The Commission’s inquiry was long as it was kept open to monitor progress by the trustees and ensure full implementation of the recommendations and action plan arising from the CCPAS review to ensure that the safeguarding risks in the charity were adequately addressed by the trustees. The Commission also provided regulatory advice and guidance to the trustees on their duties and responsibilities and advice on the reporting of serious incidents. The charity completed implementation of the action plan in 2015 and has more recently undertaken a further self-audit of the charity’s safeguarding policy to ensure compliance with legal standards and best practice.
The inquiry concluded that there was misconduct and mismanagement in the administration of the charity due to the failure of the trustees to take reasonable steps to protect beneficiaries at the time the incidents occurred since there were a number of deficiencies in the charity’s safeguarding policies, procedures and practice which subjected the charity’s vulnerable beneficiaries to undue risk.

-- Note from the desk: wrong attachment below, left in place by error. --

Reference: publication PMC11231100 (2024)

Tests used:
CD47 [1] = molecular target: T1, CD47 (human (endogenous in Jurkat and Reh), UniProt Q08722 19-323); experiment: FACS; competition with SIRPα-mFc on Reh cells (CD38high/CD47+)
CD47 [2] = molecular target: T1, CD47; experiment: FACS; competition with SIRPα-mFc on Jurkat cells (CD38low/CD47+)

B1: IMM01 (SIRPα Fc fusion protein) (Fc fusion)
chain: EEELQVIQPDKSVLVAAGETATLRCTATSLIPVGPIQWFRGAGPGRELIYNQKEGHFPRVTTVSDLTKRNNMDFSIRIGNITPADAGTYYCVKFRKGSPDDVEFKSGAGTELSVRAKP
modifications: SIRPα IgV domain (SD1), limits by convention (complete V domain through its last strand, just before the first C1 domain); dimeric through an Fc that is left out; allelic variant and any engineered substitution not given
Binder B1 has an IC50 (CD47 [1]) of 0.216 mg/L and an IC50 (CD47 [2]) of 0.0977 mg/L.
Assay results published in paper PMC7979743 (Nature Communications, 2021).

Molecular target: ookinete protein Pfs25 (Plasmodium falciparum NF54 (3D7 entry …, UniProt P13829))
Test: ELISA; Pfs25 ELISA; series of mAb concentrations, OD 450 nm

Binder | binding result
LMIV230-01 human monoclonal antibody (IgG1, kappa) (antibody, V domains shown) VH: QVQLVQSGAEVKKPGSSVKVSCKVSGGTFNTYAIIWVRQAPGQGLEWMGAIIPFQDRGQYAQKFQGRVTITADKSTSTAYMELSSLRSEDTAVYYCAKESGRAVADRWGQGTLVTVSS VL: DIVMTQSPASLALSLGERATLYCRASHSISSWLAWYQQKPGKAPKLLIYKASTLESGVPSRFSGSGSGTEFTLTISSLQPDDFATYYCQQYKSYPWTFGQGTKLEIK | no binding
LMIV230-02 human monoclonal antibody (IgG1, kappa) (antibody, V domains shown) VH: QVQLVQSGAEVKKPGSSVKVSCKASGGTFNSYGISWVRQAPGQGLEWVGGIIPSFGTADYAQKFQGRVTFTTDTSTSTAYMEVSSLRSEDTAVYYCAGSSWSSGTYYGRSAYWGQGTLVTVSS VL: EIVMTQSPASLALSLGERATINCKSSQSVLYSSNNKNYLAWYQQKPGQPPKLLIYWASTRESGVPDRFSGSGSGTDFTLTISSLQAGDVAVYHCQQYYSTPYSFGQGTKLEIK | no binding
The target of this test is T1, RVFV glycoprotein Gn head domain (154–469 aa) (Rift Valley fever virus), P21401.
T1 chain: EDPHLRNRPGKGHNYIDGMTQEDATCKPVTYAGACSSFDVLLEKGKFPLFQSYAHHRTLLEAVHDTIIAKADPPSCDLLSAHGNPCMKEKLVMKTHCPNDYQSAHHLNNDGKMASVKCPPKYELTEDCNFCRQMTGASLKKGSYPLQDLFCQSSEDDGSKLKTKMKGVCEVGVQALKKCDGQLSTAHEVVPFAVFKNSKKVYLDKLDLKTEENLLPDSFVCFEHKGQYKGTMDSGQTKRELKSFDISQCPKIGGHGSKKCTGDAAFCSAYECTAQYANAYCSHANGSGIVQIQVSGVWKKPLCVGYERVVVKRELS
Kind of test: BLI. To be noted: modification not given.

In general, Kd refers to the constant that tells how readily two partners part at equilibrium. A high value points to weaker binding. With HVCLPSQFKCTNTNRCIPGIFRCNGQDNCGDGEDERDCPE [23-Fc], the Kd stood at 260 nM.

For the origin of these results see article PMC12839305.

The Commission acknowledges that the trustees fully cooperated with the regulator and other agencies following the allegations and acted responsibly in implementing the recommendations made by the CCPAS review. The Commission does, however, consider that the full implementation of the recommendations should have been delivered at greater pace.
Although the Commission has a specific role in a safeguarding context - see endnote 7, this case demonstrates the Commission’s important role in ensuring that trustees are complying with their duties and handling incidents responsibly.